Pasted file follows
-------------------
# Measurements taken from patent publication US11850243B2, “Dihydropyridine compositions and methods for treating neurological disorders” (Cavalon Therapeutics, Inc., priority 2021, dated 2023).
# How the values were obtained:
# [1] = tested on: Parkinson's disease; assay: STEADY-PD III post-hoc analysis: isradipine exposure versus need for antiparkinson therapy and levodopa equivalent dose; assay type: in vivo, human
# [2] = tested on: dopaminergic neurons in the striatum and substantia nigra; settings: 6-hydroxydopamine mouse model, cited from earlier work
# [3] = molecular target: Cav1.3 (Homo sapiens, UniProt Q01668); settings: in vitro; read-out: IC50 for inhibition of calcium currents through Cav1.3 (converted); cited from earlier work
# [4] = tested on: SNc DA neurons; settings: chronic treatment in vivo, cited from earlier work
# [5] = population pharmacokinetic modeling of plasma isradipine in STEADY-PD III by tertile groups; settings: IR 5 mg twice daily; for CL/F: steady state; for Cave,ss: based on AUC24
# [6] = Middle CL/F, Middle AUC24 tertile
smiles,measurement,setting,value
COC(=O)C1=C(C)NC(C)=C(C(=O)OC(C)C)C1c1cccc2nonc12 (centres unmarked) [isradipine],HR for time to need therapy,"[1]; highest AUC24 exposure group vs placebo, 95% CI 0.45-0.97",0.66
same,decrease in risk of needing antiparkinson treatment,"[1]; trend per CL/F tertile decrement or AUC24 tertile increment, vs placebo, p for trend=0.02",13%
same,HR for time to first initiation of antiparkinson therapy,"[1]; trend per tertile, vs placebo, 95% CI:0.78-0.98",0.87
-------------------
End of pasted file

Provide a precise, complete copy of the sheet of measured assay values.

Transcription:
# Measurements taken from patent publication US11850243B2, “Dihydropyridine compositions and methods for treating neurological disorders” (Cavalon Therapeutics, Inc., priority 2021, dated 2023).
# How the values were obtained:
# [1] = tested on: Parkinson's disease; assay: STEADY-PD III post-hoc analysis: isradipine exposure versus need for antiparkinson therapy and levodopa equivalent dose; assay type: in vivo, human
# [2] = tested on: dopaminergic neurons in the striatum and substantia nigra; settings: 6-hydroxydopamine mouse model, cited from earlier work
# [3] = molecular target: Cav1.3 (Homo sapiens, UniProt Q01668); settings: in vitro; read-out: IC50 for inhibition of calcium currents through Cav1.3 (converted); cited from earlier work
# [4] = tested on: SNc DA neurons; settings: chronic treatment in vivo, cited from earlier work
# [5] = population pharmacokinetic modeling of plasma isradipine in STEADY-PD III by tertile groups; settings: IR 5 mg twice daily; for CL/F: steady state; for Cave,ss: based on AUC24
# [6] = Middle CL/F, Middle AUC24 tertile
smiles,measurement,setting,value
COC(=O)C1=C(C)NC(C)=C(C(=O)OC(C)C)C1c1cccc2nonc12 (centres unmarked) [isradipine],HR for time to need therapy,"[1]; highest AUC24 exposure group vs placebo, 95% CI 0.45-0.97",0.66
same,decrease in risk of needing antiparkinson treatment,"[1]; trend per CL/F tertile decrement or AUC24 tertile increment, vs placebo, p for trend=0.02",13%
same,HR for time to first initiation of antiparkinson therapy,"[1]; trend per tertile, vs placebo, 95% CI:0.78-0.98",0.87